My work as a coach is an articulation of this. My work at its core is to amplify the dreams of my clients and be a partner in possibility. 


And so I come to this page and I give voice to how it might all be connected. I reach for the words to explain something simultaneously complex and simple. It doesn’t have to be this way. And if one person in the coaching space can begin to believe that about their life and begin to overcome whatever barriers are limiting them, what is possible for the collective? 



"The exercise of imagination is dangerous to those who profit from the way things are because it has the power to show that the way things are is not permanent, not universal, not necessary."


All of this makes me think of the book Emergent Strategy. I devoured the book back in 2019, underlining a good majority of the text, just as I was starting my coaching practice. The author, adrienne maree brown, describes Emergent Strategy as “a way to build complex patterns and systems of justice and liberation through relatively small interactions.” A coaching session, a collaborator in dreaming big, a newsletter.


My goal in this newsletter is never to be “the wise one.” I want to give voice to something other humans find relatable or resonant, even if I get to the universal through a story about myself and my process. I want to build connection through these stories. I want this newsletter to be another container, like the coaching space, for what is possible. 


I was only a coach for six-months when the pandemic started. I have coached and learned how to coach through major collective trauma and suffering. I have coached when I am struggling alongside my clients, when I am grieving just as my clients grieve, when I am without answers just like my clients.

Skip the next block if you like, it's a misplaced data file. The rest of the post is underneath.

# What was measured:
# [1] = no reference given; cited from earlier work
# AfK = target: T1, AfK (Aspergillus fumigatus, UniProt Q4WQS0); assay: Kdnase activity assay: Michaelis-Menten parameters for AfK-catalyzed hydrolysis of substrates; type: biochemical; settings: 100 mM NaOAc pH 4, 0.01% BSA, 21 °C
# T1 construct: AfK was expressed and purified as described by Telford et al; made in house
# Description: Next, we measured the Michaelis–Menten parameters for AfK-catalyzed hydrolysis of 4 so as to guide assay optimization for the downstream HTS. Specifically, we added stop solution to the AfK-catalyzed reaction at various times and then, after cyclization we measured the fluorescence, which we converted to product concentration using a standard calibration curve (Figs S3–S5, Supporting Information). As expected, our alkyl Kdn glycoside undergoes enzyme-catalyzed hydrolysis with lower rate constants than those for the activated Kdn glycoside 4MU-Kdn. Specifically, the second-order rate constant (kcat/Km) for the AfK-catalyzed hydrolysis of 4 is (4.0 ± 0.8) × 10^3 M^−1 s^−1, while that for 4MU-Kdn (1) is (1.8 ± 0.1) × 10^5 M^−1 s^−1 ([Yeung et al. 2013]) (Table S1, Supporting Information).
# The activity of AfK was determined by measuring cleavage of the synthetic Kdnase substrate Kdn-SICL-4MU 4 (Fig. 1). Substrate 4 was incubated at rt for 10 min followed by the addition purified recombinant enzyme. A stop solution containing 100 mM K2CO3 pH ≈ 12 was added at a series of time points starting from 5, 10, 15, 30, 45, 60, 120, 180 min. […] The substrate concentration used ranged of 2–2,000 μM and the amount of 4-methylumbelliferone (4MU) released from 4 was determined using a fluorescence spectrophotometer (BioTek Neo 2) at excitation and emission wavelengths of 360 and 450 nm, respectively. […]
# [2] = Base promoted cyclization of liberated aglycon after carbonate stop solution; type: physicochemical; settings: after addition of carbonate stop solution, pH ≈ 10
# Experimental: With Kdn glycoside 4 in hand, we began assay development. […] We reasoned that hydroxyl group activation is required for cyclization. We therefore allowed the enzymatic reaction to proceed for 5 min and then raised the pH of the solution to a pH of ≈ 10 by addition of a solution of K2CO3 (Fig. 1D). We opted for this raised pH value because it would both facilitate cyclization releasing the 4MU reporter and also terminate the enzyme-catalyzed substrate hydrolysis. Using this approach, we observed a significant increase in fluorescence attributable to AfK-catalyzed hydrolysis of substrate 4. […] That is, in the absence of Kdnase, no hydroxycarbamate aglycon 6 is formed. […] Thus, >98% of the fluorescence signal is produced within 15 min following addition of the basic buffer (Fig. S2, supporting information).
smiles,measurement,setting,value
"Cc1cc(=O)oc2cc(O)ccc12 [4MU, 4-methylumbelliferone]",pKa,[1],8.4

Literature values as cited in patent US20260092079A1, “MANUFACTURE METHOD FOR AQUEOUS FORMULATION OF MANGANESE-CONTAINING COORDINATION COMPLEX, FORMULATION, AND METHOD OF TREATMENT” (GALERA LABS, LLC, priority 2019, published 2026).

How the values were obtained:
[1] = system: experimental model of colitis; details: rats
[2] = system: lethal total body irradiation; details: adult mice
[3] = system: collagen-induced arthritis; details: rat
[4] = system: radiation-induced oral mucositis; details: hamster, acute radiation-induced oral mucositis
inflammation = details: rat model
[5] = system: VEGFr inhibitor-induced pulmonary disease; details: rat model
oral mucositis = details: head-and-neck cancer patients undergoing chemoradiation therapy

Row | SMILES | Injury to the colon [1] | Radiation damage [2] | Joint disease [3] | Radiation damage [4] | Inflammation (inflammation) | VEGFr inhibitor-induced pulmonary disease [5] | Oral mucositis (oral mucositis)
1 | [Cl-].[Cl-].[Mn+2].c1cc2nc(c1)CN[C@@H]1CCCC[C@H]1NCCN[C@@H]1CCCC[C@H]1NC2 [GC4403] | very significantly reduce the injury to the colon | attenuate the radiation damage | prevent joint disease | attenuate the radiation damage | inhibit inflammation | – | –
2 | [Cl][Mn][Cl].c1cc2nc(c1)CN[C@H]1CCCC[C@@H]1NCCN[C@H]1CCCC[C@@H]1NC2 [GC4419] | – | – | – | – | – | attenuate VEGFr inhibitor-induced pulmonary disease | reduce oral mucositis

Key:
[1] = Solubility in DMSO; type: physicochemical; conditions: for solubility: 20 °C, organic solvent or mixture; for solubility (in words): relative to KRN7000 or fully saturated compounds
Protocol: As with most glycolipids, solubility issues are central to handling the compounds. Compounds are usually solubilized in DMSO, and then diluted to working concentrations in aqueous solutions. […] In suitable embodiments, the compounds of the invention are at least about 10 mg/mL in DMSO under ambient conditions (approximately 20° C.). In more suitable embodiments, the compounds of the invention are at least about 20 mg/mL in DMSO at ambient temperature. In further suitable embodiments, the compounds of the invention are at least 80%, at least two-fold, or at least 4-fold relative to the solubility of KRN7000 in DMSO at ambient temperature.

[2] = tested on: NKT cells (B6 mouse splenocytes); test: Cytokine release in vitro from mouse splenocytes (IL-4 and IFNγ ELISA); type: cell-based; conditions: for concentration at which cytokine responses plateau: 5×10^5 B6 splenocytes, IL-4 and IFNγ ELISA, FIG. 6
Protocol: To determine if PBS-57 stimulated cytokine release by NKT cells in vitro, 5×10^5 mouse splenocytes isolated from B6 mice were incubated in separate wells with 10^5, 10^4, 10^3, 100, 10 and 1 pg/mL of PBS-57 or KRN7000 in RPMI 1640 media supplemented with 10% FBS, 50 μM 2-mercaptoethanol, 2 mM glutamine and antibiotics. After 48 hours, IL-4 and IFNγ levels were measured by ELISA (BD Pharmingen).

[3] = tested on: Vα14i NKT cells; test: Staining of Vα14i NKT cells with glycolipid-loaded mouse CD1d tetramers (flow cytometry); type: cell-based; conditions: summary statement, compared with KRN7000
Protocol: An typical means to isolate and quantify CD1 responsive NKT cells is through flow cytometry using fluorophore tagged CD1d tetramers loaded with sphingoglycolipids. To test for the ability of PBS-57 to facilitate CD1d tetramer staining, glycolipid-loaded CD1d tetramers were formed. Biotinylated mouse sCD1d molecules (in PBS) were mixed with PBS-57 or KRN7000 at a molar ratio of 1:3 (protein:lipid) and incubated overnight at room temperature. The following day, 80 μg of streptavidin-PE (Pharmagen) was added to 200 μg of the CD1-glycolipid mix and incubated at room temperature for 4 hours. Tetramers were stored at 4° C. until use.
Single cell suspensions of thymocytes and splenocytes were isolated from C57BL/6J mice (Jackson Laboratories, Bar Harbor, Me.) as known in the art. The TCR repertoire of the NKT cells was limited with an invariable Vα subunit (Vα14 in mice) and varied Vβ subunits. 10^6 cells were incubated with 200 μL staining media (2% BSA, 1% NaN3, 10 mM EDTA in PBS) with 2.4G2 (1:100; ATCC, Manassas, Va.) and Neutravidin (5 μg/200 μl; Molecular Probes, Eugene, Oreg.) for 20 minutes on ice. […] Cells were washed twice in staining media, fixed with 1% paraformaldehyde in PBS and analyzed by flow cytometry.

It is not my job to have the answers. My coach training taught me to bring just enough but not too much of myself into the coaching space. To watch for my bias and to do something called “self management” when clients touched on subjects that stirred something in me. Notice what was coming up for me, put it aside quickly, and resume focus on the client. And to never, never assume what worked for me – my answers, my truth – were someone else’s truth.


Yet I realize that my training created an expectation that I would be able to create more distance from my clients when I was in coach mode. I thought there would be “Sara the coach” and “Sara in everyday life.” I thought part of me would exist in the coaching space, as a coach, and the rest of me would exist outside this special container. Perhaps part of me wanted to be a bit removed because it felt safer. Perhaps I wanted to be seen as a little bit wise as a way to create healthy, emotional distance or boundaries. And perhaps I thought by "being the coach" I could be a little less “in the muck” alongside my clients.   


Well, guess what? I am in the muck! I am most definitely in this messy world alongside you. I am in the mess of a world that says war and suffering is inevitable. I am in the mess of being an empathetic, rebellious heart who screams NOT TRUE. I am with those who are heartbroken and feeling “too sensitive.” I am with those who are finding it difficult to stay present, stay embodied, to not numb out. 


It’s not my job to diminish or gaslight what is challenging. I can see all the suffering in the world too. I can feel called to mend and tend without presenting transformation through a framework of toxic positivity. I want to say what is real, what is here, what is hard while never losing sight of what is possible. As a coach I need to stay present with my belief that nothing is inevitable, it doesn’t have to be this way.


I will always take my job as a partner in possibility seriously. As Mary Oliver wrote: it is a serious thing/just to be alive/on this fresh morning/in the broken world.


It is a serious thing. And an abundant thing. And a joyous thing. And I am so hopeful, so excited to see what we create in the new year.